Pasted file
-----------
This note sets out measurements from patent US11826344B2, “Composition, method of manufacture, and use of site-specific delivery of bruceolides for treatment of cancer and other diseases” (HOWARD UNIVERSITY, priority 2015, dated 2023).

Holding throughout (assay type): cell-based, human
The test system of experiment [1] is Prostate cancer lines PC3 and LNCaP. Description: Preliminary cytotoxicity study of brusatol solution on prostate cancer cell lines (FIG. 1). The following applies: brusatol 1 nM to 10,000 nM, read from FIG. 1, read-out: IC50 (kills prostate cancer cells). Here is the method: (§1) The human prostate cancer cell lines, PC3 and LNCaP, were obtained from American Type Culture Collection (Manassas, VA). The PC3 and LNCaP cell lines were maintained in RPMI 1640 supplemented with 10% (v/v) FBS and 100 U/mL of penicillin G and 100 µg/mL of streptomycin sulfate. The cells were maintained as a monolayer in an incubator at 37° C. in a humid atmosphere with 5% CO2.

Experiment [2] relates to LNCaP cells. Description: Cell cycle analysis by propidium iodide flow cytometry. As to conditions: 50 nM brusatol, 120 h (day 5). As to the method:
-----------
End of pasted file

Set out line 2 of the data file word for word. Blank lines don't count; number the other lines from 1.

Holding throughout (assay type): cell-based, human